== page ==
Date :Sunday, February 9th, 2020 | Time : 16:50 |ID: 133452 | Print

Saudi Arabia Using Anti-Terror Court to Muzzle Critics: Amnesty International reviewed eight SCC trials of 68 Shia defendants

SHAFAQNA- Saudi Arabia is using its anti-terror court as a tool to “systematically silence dissent”.

A new report published by Amnesty International today exposes how despite all their rhetoric of reforms, the Saudi authorities are using the Specialized Criminal Court (SCC) as a weapon to systematically silence dissent. Alongside the report, the organisation is also launching a campaign calling for the immediate and unconditional release of all human rights defenders detained for their peaceful expression.

The report, titled “Muzzling critical voices: Politicized trials before Saudi Arabia’s Specialized Criminal Court,” documents what it says “the chilling impact” of the prosecutions of rights defenders, writers, economists, journalists, religious clerics, reformists, and political activists.

The rights watchdog said it investigated 95 cases heard at the special court in Riyadh over the last nearly five years, lath told.

“Charges used in proceedings in the court frequently include ‘disobeying the ruler,’ ‘questioning the integrity of officials and the judicial system,’ ‘inciting disorder by calling for demonstrations’ and ‘forming an unlicensed organization,’” the report said.

Extensive examination of court documents, government statements and national legislation, as well as interviews with activists, lawyers and individuals close to the cases documented were included in the report.

According to a report released by human rights watchdog Amnesty International, Saudi Arabia’s Shia Muslim minority who have suffered grossly unfair trials before the SCC and received harsh sentences, including the death penalty, under vague counter-terror and anti-cybercrime laws.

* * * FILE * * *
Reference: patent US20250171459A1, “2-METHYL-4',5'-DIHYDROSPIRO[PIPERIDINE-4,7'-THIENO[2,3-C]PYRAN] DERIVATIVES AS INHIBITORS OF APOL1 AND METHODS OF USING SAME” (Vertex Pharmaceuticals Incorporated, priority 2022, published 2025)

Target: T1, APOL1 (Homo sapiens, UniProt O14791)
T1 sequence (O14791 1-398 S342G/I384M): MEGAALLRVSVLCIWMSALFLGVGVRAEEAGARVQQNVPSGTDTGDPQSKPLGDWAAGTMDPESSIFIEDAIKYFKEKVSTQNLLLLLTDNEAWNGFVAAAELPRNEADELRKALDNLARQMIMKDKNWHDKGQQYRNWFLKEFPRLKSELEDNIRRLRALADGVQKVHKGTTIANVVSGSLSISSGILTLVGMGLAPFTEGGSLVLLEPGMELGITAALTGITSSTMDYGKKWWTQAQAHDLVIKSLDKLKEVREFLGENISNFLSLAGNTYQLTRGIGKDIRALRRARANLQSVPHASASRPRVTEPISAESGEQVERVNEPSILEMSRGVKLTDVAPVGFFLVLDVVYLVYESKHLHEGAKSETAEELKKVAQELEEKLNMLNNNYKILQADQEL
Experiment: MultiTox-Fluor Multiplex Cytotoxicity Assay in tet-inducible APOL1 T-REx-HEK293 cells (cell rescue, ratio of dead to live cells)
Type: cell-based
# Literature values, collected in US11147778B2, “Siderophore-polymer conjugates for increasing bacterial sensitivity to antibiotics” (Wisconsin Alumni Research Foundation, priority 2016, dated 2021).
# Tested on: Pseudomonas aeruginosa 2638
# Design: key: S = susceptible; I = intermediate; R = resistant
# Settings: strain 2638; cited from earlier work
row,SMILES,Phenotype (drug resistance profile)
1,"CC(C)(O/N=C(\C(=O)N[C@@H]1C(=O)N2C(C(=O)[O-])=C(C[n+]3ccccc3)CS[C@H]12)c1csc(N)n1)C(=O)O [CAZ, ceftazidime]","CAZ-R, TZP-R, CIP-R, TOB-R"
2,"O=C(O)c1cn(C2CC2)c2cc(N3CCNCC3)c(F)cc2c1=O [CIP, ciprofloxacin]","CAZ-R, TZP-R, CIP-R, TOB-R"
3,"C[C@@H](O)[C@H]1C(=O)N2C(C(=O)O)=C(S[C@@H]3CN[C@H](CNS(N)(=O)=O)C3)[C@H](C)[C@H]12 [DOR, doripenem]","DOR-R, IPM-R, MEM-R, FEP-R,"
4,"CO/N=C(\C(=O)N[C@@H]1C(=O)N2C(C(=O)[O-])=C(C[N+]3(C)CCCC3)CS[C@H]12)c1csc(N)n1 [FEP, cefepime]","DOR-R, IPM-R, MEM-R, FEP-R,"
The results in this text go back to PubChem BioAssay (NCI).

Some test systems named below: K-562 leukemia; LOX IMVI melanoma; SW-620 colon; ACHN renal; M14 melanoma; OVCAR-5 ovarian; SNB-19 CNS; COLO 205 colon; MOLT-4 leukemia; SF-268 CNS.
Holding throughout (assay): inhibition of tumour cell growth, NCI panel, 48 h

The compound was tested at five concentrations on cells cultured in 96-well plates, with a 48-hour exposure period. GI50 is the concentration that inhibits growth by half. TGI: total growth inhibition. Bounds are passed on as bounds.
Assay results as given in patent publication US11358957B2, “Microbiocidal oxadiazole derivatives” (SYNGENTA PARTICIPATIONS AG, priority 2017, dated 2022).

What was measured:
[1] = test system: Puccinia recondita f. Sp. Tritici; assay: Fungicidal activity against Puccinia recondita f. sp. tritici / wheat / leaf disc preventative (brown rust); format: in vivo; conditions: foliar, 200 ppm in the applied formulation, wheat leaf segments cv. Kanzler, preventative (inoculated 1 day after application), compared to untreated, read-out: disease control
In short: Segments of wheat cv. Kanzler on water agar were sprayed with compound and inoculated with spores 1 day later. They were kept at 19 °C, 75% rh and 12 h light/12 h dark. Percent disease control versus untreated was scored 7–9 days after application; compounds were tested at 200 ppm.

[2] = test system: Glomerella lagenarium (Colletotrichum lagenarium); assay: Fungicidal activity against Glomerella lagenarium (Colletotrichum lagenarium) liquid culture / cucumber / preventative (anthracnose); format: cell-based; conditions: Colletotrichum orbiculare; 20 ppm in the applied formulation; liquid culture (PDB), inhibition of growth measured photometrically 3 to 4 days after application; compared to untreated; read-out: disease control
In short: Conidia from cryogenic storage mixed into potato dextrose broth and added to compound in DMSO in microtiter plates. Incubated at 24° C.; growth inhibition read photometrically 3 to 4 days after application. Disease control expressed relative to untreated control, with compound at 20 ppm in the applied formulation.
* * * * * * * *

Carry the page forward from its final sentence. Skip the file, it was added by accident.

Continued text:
Several Saudi Arabian Shia Muslims, including young men tried for “crimes” they were accused of having committed when they were under the age of 18 are at imminent risk of execution following grossly unfair trials before the SCC. At least 28 Saudi Arabians from the Shia minority have been executed since 2016, many of whom were sentenced to death by the SCC based solely on torture-tainted ‘confessions.’

Amnesty International closely reviewed eight SCC trials of 68 Shia defendants, the majority of whom were prosecuted for their participation in anti-government protests, and of 27 individuals prosecuted for their peaceful expression and human rights activism.

One of the most striking failings of the SCC in the trials reviewed by Amnesty International is its unquestioning reliance on torture-tainted “confessions”. At least 20 Shia men tried by the SCC have been sentenced to death on the basis of such “confessions,” with 17 of them already executed.

Since 2011, over 100 Saudi Arabian Shia Muslims have been brought before the SCC in relation to both peaceful criticism of the government in speeches or on social media and participation in anti-government protests. They have been tried on vague and varied charges ranging from organization or support for protests, to alleged involvement in violent attacks and espionage for Iran.

Every stage of the SCC’s judicial process is tainted with human rights abuses, from the denial of access to a lawyer, to incommunicado detention, to convictions based solely on so-called ‘confessions’ extracted through torture.

The SCC was established in October 2008 to try individuals accused of terror-related crimes. Since 2011, it has been systematically used to prosecute individuals on vague charges which often equate peaceful political activities with terrorism-related crimes. The counter-terror law, which has overly broad and vague definitions of “terrorism” and of a “terrorist crime”, contains provisions which criminalize peaceful expression of views, Amnesty reported.

Alongside the report, the rights watchdog is also launching a campaign calling for the immediate and unconditional release of all human rights defenders detained for their peaceful expression in the Muslim kingdom.

The stinging criticism of the oil-rich Persian Gulf country comes as Saudi Arabia’s rhetoric about reforms, which increased after the appointment of Crown Prince Mohammed bin Salman, stands in stark contrast to the reality of the human rights situation in the country.

In March and September 2019, the UN Human Rights Council adopted unprecedented joint statements on Saudi Arabia setting out a number of benchmarks for urgent human rights reforms. None of these have been met.

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